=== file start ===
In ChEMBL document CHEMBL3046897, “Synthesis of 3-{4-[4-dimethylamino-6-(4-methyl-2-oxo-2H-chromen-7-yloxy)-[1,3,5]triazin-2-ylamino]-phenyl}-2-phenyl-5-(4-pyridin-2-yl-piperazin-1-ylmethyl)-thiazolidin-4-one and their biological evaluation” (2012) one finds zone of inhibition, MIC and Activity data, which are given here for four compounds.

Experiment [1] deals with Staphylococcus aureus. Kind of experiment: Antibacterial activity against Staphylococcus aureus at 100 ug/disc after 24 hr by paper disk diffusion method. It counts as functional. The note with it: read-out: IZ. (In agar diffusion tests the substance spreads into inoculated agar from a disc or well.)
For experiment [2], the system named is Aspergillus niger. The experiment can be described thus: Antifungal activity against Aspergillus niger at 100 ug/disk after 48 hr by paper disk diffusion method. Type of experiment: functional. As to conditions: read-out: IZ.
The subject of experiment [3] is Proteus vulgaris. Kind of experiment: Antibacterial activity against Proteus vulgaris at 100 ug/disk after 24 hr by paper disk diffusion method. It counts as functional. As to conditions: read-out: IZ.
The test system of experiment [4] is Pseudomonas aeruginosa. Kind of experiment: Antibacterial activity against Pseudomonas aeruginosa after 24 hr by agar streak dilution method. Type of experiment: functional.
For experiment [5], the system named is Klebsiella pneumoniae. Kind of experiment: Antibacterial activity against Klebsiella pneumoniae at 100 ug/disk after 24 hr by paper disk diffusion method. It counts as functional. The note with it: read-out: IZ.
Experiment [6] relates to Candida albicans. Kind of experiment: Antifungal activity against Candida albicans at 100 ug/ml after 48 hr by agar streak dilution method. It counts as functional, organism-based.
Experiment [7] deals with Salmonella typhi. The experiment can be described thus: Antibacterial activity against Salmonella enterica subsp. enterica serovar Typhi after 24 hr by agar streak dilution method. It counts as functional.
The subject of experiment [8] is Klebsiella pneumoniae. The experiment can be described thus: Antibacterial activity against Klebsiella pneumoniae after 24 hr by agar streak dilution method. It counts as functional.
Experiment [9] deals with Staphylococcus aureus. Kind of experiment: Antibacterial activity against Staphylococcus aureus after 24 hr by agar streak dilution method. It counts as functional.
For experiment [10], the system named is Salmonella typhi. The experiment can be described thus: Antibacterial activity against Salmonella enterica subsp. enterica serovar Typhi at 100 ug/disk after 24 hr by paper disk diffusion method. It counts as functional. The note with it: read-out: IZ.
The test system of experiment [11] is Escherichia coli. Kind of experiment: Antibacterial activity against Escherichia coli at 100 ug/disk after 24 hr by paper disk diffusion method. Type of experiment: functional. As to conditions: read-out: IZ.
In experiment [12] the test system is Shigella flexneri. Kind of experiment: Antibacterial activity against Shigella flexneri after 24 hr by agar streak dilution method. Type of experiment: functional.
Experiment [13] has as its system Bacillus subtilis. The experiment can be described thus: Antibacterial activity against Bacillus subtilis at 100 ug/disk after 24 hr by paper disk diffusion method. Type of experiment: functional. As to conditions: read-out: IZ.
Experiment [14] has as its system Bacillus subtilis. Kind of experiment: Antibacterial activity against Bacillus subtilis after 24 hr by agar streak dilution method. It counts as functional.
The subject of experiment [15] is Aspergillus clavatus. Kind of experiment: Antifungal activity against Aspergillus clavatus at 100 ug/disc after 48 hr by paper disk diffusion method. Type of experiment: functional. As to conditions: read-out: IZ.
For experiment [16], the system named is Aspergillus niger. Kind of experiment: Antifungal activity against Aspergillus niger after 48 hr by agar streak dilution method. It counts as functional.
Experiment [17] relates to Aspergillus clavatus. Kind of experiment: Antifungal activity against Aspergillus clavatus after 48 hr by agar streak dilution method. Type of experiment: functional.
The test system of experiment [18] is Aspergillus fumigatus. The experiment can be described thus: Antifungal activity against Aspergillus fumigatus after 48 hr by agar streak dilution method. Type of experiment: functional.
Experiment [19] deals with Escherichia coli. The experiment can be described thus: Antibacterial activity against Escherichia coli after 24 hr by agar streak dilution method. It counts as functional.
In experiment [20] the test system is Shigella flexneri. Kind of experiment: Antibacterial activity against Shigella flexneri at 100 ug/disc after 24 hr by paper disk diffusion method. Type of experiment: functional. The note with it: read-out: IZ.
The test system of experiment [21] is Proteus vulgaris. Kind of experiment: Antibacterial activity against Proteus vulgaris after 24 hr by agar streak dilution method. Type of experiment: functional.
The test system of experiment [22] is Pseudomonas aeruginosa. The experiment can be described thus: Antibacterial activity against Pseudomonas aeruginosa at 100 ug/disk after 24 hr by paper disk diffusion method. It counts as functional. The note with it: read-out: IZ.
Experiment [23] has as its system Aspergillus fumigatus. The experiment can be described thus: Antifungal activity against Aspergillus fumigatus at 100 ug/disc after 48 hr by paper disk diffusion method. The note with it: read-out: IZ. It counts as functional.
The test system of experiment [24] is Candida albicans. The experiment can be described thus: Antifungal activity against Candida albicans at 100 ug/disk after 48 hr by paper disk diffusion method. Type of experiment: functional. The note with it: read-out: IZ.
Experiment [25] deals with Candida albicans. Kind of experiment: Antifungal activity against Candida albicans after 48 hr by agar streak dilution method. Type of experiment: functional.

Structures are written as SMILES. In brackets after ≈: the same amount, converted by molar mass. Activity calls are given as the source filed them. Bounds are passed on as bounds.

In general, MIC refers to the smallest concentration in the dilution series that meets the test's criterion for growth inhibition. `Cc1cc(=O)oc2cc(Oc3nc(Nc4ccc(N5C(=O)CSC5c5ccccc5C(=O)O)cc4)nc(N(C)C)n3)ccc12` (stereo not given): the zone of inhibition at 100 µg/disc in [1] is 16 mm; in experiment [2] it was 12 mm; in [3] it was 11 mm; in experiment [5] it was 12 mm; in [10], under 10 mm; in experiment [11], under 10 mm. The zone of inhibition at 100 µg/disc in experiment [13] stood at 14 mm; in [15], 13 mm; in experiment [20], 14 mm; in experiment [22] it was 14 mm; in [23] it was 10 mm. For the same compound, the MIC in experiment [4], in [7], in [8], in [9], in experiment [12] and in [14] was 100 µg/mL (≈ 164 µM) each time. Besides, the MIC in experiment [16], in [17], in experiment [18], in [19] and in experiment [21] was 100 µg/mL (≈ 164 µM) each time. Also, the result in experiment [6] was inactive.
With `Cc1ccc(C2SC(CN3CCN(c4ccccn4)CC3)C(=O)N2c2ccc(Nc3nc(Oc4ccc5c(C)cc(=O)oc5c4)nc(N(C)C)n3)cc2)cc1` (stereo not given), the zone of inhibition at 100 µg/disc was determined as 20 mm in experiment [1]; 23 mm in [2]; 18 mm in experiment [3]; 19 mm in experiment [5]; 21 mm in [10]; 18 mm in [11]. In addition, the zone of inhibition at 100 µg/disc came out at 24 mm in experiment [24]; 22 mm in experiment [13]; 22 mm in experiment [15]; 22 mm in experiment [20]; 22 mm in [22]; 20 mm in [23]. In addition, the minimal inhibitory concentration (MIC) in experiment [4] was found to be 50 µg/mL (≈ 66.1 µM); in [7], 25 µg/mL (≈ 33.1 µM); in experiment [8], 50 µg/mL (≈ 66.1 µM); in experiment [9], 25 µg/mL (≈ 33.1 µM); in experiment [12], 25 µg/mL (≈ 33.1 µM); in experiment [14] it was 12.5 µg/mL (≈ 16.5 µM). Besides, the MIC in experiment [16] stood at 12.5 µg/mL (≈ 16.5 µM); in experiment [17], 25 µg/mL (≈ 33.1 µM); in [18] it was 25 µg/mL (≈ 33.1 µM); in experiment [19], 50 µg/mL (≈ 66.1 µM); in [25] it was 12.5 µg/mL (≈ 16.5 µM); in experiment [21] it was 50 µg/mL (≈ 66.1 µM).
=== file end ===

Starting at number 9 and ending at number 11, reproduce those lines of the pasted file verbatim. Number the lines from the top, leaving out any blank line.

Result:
The subject of experiment [8] is Klebsiella pneumoniae. The experiment can be described thus: Antibacterial activity against Klebsiella pneumoniae after 24 hr by agar streak dilution method. It counts as functional.
Experiment [9] deals with Staphylococcus aureus. Kind of experiment: Antibacterial activity against Staphylococcus aureus after 24 hr by agar streak dilution method. It counts as functional.
For experiment [10], the system named is Salmonella typhi. The experiment can be described thus: Antibacterial activity against Salmonella enterica subsp. enterica serovar Typhi at 100 ug/disk after 24 hr by paper disk diffusion method. It counts as functional. The note with it: read-out: IZ.